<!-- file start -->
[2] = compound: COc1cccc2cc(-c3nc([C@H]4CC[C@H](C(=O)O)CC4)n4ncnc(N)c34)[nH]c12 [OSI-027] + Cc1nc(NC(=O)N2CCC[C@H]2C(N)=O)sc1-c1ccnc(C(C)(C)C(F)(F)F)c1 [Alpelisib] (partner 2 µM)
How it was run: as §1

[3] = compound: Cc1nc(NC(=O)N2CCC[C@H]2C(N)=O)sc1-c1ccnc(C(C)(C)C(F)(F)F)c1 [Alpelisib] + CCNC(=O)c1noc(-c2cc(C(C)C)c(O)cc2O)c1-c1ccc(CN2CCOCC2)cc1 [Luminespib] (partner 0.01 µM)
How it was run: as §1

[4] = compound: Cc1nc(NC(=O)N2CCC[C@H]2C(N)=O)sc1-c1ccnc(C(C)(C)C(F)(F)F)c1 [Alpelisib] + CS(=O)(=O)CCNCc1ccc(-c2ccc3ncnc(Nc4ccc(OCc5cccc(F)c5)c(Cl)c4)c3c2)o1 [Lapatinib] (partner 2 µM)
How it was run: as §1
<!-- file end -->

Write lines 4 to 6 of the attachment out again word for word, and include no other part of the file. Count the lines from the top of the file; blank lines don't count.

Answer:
How it was run: as §1

[4] = compound: Cc1nc(NC(=O)N2CCC[C@H]2C(N)=O)sc1-c1ccnc(C(C)(C)C(F)(F)F)c1 [Alpelisib] + CS(=O)(=O)CCNCc1ccc(-c2ccc3ncnc(Nc4ccc(OCc5cccc(F)c5)c(Cl)c4)c3c2)o1 [Lapatinib] (partner 2 µM)
How it was run: as §1